11 Jun 2002 : Column WA31

Lord Redesdale asked Her Majesty's Government:

    How many new recruits they estimated the Territorial Army would have for each of the past five years; how many new recruits there were for each of those years; how many they estimate for the year 2002; and how many there have been for the year 2002 so far. [HL4550]

Lord Bach: We do not hold records that show the estimated figures for new recruits into the Territorial Army for previous years; however, the estimate for 2002 is 7,750 for soldiers. A review of officer recruiting is currently being carried out which will review the estimate for potential officers. The number of new recruits for the last five calendar years and for this year so far is as follows:


(2) Reflects the impact of the Strategic Defence Review reductions.

(3) Figures as at 1 April 2002.

In addition, the spring recruiting campaign has just concluded and we should see the results of this campaign when the new figures come out later this year.

NHS Trusts: Level 3 EPRs

Baroness Noakes asked Her Majesty's Government:

    Whether the target of 35 per cent of National Health Service trusts introducing level 3 electronic patient records by April 2002 will not be met; and whether they intend to take account to ensure that all NHS trusts introduce level 3 electronic patient records by the target date of 2005. [HL3566]

The Parliamentary Under-Secretary of State, Department of Health (Lord Hunt of Kings Heath): A recent survey of progress towards level 3 EPRs presents a variable picture At present six trusts have complete hospital-wide EPR systems that meet the functionality described under level 3. However many more have some applications in place, for example results reporting and order communications. In addition, some trusts have implemented elements of EPR beyond level 3 with functionality around decision support and knowledge management of picture archiving and communications systems to support improved patient care.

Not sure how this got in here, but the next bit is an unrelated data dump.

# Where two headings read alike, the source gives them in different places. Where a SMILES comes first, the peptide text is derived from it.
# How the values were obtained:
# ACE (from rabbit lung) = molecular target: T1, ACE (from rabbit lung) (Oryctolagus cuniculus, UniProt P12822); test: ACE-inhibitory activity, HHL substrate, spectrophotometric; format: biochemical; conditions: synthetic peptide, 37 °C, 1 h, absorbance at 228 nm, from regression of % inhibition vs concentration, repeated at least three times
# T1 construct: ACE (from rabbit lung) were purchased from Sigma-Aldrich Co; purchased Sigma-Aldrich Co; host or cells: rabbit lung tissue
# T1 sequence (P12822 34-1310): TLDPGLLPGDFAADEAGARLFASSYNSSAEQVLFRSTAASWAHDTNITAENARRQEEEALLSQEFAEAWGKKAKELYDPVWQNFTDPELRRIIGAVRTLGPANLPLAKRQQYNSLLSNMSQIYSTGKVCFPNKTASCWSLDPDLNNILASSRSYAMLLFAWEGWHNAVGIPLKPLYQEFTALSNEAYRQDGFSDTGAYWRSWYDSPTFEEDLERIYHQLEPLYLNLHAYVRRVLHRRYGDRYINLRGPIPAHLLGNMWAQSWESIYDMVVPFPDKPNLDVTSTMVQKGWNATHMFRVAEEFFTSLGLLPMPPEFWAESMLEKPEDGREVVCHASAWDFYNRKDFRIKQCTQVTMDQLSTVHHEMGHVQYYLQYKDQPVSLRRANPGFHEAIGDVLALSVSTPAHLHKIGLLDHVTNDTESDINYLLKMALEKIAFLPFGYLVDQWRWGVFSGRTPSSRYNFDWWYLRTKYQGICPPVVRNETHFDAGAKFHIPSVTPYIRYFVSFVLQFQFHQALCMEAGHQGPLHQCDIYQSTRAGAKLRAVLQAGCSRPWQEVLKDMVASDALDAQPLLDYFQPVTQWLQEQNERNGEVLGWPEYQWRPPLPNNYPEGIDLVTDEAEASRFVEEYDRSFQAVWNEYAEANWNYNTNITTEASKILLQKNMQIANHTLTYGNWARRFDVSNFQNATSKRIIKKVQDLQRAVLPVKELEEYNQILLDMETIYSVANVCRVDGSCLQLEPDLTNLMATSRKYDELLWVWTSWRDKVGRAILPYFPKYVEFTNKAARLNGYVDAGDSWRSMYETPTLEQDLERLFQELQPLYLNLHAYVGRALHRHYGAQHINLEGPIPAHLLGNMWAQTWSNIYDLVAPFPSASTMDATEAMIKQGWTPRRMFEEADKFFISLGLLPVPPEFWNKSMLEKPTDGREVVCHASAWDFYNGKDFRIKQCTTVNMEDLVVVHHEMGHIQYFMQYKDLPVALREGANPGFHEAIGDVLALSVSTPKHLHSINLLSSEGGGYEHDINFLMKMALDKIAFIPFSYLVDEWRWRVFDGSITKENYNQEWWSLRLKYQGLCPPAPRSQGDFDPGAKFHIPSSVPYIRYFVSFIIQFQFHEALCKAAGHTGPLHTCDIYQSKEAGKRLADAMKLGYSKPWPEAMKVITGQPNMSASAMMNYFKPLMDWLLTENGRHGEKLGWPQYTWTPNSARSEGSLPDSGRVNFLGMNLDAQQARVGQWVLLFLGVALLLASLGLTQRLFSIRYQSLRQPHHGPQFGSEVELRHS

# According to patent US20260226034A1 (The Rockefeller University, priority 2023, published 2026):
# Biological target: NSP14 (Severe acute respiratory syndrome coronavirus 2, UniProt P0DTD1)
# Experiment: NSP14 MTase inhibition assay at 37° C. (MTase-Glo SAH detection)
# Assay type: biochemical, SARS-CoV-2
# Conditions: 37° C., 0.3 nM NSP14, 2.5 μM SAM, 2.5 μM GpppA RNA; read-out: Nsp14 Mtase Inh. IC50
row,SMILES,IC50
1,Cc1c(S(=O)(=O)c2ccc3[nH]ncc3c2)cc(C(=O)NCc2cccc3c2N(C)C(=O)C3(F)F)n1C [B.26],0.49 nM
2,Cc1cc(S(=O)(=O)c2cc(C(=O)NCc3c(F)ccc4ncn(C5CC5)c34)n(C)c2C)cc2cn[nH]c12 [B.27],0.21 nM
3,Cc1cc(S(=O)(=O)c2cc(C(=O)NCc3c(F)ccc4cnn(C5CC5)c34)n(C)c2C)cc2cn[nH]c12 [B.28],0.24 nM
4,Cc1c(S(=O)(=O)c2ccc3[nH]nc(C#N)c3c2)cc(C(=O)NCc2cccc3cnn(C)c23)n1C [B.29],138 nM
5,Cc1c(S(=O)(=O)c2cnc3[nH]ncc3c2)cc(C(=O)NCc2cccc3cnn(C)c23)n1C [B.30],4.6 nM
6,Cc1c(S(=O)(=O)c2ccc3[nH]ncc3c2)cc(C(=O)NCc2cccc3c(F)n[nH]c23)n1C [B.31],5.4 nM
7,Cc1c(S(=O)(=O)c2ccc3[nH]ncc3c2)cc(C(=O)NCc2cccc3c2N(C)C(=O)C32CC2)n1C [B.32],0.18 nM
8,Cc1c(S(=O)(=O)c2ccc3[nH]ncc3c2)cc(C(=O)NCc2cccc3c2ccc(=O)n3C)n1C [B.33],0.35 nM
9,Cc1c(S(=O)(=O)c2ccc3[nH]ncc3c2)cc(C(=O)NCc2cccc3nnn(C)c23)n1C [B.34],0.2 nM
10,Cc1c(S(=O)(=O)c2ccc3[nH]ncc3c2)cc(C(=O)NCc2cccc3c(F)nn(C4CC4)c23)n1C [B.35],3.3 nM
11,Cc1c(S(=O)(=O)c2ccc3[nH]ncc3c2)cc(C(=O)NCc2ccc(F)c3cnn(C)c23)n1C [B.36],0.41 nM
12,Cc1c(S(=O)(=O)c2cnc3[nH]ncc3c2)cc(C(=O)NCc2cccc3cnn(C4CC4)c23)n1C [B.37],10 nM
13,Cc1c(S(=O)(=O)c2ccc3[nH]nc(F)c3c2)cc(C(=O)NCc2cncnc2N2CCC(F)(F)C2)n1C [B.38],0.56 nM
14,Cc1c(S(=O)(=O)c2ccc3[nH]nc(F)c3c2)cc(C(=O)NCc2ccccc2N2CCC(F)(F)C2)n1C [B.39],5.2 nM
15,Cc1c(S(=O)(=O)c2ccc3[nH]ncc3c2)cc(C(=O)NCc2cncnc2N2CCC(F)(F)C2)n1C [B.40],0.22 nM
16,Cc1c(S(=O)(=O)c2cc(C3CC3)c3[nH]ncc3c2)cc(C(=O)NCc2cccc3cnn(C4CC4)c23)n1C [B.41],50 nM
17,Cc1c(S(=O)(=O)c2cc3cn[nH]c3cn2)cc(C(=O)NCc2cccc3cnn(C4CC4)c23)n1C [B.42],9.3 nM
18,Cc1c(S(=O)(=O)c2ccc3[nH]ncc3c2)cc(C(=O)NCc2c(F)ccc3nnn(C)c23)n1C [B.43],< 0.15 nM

That is why we are taking action by introducing a new national programme and implementation plan for IT in the NHS. This will significantly step up the pace of getting modern IT in place to support frontline patient care and also ensure that IT both drives change and gets the best from the extra resources the NHS is now getting.

11 Jun 2002 : Column WA32

The key points from the programme are: a new national IT programme director who will be responsible for the implementation of this programme; stringent national standards for data and IT in the NHS; an improved partnership with the IT industry and healthcare IT suppliers to increase the IT capacity for the NHS; a new procurement strategy to accelerate the impact of IT across the NHS; better central management which will include a ministerial task force chaired by Lord Hunt to ensure the advice and involvement of key healthcare professional and representative groups.

The intention has always been to have a first generation of electronic records in use across the NHS from 2005. This will be the starting point from which the NHS can begin to apply electronic records as a clinical tool in diagnosis, treatment, interventions and healthcare. By 2008, as indicated in Delivering the NHS Plan, we will expect to see all the advanced applications and functionality of electronic patient records in all PCTs and trusts.

Next Section Back to Table of Contents Lords Hansard Home Page